You will want to follow the series of posts by Scott Aniol seeking to define "conservatism."
The first post articulates two pillars of conservatism:
The first is affirmation of transcendent, absolute principles, a belief that such principles are knowable, and a commitment to align one’s self to those principles. Now the three big transcendentals are truth, goodness, and beauty.
The second pillar of conservatism is a commitment to conserve those institutions and forms that best reflect a recognition and respect for this transcendent order.
He makes this important observation, There is a huge difference between being truly conservative and being merely anti-contemporary. My fear is that there are a lot of people, especially within the fundamentalist heritage, who are certainly anti-contemporary in their practice, but they do not really have truly conservative underpinnings for their practice. And so they often end up defending traditions that are certainly not part of the current pop culture, but neither are they really conservative either. What they defend is not conservative, it’s just old.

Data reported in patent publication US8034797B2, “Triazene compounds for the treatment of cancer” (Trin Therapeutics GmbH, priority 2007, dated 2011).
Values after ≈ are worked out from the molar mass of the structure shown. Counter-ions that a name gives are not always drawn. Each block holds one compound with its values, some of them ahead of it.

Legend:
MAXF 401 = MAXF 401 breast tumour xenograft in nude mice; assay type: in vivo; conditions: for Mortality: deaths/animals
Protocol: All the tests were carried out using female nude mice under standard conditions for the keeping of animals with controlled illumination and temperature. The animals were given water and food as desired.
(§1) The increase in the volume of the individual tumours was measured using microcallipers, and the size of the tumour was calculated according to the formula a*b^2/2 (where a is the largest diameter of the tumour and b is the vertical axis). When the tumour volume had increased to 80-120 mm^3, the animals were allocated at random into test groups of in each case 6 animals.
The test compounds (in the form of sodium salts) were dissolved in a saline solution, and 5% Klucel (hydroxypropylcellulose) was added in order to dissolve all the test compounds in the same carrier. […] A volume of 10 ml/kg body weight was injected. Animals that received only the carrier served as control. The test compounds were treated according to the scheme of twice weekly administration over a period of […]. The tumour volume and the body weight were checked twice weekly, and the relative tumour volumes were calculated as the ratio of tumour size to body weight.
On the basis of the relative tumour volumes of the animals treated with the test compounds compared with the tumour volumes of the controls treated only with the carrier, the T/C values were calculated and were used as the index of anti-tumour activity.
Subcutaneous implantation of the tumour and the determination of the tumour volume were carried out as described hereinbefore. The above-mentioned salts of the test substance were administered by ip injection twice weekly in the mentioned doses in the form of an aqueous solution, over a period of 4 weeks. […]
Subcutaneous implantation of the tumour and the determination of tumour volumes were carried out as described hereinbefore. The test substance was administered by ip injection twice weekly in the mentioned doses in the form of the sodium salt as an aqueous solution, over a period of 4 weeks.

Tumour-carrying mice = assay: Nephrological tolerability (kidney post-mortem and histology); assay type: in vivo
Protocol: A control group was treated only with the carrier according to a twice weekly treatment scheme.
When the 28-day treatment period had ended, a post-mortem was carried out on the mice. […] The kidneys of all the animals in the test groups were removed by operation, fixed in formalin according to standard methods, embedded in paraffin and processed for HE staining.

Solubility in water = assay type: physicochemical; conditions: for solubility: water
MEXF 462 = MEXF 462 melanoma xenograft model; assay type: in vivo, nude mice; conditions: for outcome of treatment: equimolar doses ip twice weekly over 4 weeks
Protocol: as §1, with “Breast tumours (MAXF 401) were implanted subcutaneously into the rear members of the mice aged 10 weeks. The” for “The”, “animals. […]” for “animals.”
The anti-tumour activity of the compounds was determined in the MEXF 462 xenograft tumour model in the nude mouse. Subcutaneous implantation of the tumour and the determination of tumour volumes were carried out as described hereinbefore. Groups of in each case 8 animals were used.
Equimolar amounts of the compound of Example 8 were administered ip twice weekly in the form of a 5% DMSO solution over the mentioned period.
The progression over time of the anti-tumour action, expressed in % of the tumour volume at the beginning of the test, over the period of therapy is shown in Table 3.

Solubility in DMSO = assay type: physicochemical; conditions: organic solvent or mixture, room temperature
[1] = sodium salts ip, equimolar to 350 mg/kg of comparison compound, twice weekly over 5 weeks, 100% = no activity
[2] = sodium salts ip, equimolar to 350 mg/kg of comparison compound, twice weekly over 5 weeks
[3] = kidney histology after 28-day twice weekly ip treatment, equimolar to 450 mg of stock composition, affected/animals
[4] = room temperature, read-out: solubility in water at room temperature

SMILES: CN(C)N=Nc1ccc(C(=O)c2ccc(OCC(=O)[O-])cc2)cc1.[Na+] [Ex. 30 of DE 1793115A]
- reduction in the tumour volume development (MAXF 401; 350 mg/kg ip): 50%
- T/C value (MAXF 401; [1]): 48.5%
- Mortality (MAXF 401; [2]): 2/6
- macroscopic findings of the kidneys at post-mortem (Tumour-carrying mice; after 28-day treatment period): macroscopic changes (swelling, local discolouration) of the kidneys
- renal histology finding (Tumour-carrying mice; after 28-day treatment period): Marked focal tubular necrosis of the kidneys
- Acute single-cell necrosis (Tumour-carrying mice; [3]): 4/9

Read it here.